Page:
Ms Jackson said the solutions to the healthcare challenge had to be comprehensive. Blaming particular parties, such as insurers, the Government or physicians, was not the way forward, she said.

    “The system is multifaceted and we need a multifaceted solution,” Ms Jackson said. “We all have a part to play.”

    The solution had to encompass technological, educational, social and regulatory components. “You can’t achieve transformational change with one magic bullet,” she said.

    Ms Jackson defended the health insurance industry against the notion that they took too much out of the system in profits.

    “All of the health insurers have diversified businesses, so to think that the financial statements of these companies are all about health inurance is missing the point,” she said.

    “It’s not a high-margin business — quite the opposite. The margins are really slim and if you’re profitable, you’re lucky.

    “To suggest that health insurers are making out like bandits in this environment is way off the mark.”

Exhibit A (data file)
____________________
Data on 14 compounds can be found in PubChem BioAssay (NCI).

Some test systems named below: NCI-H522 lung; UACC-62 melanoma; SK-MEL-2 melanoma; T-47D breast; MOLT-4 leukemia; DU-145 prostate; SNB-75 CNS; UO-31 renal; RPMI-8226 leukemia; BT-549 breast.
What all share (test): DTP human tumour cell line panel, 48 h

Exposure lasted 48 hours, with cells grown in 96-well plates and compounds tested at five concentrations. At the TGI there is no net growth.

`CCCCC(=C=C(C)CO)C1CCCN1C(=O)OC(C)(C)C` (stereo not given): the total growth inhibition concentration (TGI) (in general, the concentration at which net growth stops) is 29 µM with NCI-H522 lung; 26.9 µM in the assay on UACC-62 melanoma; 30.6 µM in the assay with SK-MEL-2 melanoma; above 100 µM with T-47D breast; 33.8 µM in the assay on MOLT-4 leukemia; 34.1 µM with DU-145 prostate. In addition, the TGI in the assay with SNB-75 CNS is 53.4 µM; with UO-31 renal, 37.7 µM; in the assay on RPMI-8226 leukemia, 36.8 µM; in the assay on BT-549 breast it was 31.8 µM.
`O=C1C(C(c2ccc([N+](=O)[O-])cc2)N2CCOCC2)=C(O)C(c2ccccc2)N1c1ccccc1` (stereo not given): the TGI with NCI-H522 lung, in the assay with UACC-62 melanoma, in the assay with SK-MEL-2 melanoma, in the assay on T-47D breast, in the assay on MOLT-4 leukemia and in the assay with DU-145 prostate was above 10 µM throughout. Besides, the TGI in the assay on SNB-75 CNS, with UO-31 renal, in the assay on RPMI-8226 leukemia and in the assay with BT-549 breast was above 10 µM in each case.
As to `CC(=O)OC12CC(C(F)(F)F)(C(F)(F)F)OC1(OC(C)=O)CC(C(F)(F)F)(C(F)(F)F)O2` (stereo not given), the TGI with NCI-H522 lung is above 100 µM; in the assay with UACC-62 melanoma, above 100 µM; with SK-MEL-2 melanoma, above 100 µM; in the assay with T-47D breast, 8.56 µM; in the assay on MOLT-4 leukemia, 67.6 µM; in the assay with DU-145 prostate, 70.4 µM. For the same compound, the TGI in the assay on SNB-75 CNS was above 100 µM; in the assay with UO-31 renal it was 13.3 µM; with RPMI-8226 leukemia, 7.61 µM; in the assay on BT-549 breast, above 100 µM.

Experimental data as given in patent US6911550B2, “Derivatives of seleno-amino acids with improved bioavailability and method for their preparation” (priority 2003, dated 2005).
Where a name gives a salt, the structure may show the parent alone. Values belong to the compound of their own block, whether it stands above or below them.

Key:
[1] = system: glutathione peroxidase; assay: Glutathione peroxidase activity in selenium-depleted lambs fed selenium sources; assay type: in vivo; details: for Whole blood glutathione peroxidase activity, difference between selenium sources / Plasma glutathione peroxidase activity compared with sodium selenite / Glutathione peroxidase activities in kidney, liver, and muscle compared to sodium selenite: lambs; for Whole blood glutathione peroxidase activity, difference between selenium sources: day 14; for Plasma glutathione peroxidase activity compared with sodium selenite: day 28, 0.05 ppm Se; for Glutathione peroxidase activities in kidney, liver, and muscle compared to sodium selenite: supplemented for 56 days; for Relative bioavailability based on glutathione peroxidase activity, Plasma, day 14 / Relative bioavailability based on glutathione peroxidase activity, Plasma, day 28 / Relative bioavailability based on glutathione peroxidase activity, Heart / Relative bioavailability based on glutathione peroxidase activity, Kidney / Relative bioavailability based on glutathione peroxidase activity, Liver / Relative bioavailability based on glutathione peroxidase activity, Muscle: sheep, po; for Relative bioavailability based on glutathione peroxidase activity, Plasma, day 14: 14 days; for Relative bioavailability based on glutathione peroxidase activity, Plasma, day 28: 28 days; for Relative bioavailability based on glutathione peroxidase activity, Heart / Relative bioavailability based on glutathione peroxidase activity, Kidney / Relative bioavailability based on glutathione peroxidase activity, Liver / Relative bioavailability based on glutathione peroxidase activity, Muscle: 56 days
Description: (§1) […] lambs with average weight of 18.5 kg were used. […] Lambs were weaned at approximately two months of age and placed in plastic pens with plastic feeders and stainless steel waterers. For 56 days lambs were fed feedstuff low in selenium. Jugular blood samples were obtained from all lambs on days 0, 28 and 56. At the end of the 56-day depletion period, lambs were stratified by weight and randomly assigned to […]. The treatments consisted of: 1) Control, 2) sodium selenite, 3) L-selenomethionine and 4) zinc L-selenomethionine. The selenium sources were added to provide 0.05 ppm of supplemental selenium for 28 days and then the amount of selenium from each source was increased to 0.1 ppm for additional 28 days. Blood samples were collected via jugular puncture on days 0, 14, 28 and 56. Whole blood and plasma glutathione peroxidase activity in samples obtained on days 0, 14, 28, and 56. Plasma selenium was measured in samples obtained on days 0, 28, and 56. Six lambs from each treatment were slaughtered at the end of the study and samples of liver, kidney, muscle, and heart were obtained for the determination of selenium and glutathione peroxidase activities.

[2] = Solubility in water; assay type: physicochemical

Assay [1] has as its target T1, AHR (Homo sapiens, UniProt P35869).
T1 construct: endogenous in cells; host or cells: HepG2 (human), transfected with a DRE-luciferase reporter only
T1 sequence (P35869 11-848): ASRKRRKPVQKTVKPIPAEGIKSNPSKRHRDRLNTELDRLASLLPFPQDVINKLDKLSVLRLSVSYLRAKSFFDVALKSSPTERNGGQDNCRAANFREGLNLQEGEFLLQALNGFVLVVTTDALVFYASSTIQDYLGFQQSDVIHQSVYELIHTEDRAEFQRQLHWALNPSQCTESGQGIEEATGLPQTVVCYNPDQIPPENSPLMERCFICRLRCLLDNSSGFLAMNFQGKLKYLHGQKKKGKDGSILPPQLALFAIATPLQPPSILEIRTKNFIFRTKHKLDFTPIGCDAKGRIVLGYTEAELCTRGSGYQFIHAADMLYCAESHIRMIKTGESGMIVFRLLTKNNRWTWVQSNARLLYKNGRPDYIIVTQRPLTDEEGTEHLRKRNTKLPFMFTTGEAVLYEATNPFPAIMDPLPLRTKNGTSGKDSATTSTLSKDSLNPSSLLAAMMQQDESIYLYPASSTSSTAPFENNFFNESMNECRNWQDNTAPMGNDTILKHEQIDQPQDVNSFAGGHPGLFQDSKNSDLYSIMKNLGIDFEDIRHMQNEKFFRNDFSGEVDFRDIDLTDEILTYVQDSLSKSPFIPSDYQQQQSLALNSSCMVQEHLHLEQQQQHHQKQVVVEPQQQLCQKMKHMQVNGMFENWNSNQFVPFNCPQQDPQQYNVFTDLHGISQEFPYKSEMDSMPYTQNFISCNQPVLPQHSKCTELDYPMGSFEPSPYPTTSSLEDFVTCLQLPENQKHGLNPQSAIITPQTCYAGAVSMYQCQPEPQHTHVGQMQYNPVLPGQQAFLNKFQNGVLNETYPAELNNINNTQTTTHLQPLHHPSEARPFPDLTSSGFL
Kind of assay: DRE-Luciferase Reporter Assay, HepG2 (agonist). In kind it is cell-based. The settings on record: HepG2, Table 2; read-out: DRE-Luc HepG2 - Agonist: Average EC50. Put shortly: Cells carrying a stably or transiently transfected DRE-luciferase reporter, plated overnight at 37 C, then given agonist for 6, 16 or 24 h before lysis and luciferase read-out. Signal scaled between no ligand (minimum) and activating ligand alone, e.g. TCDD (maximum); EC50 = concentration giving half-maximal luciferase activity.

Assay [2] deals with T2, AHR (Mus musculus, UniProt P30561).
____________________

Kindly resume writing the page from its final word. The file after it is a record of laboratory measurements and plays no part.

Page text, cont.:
The medical loss ratio of the government health insurance plans was about 140 per cent, she said, meaning that for every dollar in premium, $1.40 was spent on claims.

    “If the private insurers did that, there would be no private insurance available,” Ms Jackson said. “If you think of the risks and the extreme probability of high catastrophic claims that are absorbed, it’s a very challenging business.”

    Mr Brathwaite said naturally private insurers were in business to make a profit, but posed the question of whether healthcare should be regarded as a social service, rather than a profit-making business.

    He added: “There’s only a certain amount of money in healthcare and if some of that money that could be going towards prevention is going on profit, then you have to take a step back and ask: are we benefiting the population in how we allocate the money?

    “So it’s not a question of whether health insurers should make a profit, it’s a question of are we using all the money we have to spend on healthcare in the best way for the people?”